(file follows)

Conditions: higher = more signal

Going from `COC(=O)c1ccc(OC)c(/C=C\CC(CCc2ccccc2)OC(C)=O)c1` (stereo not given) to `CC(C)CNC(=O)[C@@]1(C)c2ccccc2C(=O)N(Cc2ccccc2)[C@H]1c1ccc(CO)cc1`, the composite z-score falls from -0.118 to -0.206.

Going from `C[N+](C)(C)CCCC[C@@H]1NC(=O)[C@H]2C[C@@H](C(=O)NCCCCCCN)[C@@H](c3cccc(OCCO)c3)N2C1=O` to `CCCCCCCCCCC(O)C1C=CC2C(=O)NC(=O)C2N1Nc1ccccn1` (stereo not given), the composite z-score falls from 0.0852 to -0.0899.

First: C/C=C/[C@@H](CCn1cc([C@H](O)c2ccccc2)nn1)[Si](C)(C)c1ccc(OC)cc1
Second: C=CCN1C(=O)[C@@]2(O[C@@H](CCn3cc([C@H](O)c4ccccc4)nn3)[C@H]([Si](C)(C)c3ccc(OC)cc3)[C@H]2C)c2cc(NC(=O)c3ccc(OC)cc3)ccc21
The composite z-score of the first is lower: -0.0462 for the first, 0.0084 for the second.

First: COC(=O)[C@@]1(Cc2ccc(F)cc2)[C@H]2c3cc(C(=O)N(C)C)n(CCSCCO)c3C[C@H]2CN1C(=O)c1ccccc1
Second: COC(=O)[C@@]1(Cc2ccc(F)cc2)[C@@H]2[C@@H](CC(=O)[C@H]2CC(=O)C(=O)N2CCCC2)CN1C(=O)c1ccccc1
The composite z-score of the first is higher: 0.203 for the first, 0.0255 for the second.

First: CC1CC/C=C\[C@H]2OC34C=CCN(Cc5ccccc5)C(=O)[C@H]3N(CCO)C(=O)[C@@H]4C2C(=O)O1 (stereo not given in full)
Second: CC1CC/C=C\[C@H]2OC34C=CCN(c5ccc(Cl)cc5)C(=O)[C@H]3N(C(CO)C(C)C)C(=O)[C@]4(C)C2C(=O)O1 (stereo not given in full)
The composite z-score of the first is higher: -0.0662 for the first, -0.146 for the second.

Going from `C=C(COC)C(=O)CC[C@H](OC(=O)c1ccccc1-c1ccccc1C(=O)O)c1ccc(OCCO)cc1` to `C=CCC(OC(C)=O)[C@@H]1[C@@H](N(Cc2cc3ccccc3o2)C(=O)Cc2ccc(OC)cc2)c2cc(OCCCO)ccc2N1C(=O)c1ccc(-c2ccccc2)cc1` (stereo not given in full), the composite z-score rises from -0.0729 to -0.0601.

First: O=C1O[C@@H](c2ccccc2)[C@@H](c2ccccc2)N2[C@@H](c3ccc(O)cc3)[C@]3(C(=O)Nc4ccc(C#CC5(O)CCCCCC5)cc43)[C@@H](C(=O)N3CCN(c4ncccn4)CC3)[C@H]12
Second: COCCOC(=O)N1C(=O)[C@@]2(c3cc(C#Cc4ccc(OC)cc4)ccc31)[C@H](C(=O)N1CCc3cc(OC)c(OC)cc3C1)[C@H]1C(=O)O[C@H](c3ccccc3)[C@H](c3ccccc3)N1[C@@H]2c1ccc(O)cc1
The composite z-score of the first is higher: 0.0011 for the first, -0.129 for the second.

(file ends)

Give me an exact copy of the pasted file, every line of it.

Conditions: higher = more signal

Going from `COC(=O)c1ccc(OC)c(/C=C\CC(CCc2ccccc2)OC(C)=O)c1` (stereo not given) to `CC(C)CNC(=O)[C@@]1(C)c2ccccc2C(=O)N(Cc2ccccc2)[C@H]1c1ccc(CO)cc1`, the composite z-score falls from -0.118 to -0.206.

Going from `C[N+](C)(C)CCCC[C@@H]1NC(=O)[C@H]2C[C@@H](C(=O)NCCCCCCN)[C@@H](c3cccc(OCCO)c3)N2C1=O` to `CCCCCCCCCCC(O)C1C=CC2C(=O)NC(=O)C2N1Nc1ccccn1` (stereo not given), the composite z-score falls from 0.0852 to -0.0899.

First: C/C=C/[C@@H](CCn1cc([C@H](O)c2ccccc2)nn1)[Si](C)(C)c1ccc(OC)cc1
Second: C=CCN1C(=O)[C@@]2(O[C@@H](CCn3cc([C@H](O)c4ccccc4)nn3)[C@H]([Si](C)(C)c3ccc(OC)cc3)[C@H]2C)c2cc(NC(=O)c3ccc(OC)cc3)ccc21
The composite z-score of the first is lower: -0.0462 for the first, 0.0084 for the second.

First: COC(=O)[C@@]1(Cc2ccc(F)cc2)[C@H]2c3cc(C(=O)N(C)C)n(CCSCCO)c3C[C@H]2CN1C(=O)c1ccccc1
Second: COC(=O)[C@@]1(Cc2ccc(F)cc2)[C@@H]2[C@@H](CC(=O)[C@H]2CC(=O)C(=O)N2CCCC2)CN1C(=O)c1ccccc1
The composite z-score of the first is higher: 0.203 for the first, 0.0255 for the second.

First: CC1CC/C=C\[C@H]2OC34C=CCN(Cc5ccccc5)C(=O)[C@H]3N(CCO)C(=O)[C@@H]4C2C(=O)O1 (stereo not given in full)
Second: CC1CC/C=C\[C@H]2OC34C=CCN(c5ccc(Cl)cc5)C(=O)[C@H]3N(C(CO)C(C)C)C(=O)[C@]4(C)C2C(=O)O1 (stereo not given in full)
The composite z-score of the first is higher: -0.0662 for the first, -0.146 for the second.

Going from `C=C(COC)C(=O)CC[C@H](OC(=O)c1ccccc1-c1ccccc1C(=O)O)c1ccc(OCCO)cc1` to `C=CCC(OC(C)=O)[C@@H]1[C@@H](N(Cc2cc3ccccc3o2)C(=O)Cc2ccc(OC)cc2)c2cc(OCCCO)ccc2N1C(=O)c1ccc(-c2ccccc2)cc1` (stereo not given in full), the composite z-score rises from -0.0729 to -0.0601.

First: O=C1O[C@@H](c2ccccc2)[C@@H](c2ccccc2)N2[C@@H](c3ccc(O)cc3)[C@]3(C(=O)Nc4ccc(C#CC5(O)CCCCCC5)cc43)[C@@H](C(=O)N3CCN(c4ncccn4)CC3)[C@H]12
Second: COCCOC(=O)N1C(=O)[C@@]2(c3cc(C#Cc4ccc(OC)cc4)ccc31)[C@H](C(=O)N1CCc3cc(OC)c(OC)cc3C1)[C@H]1C(=O)O[C@H](c3ccccc3)[C@H](c3ccccc3)N1[C@@H]2c1ccc(O)cc1
The composite z-score of the first is higher: 0.0011 for the first, -0.129 for the second.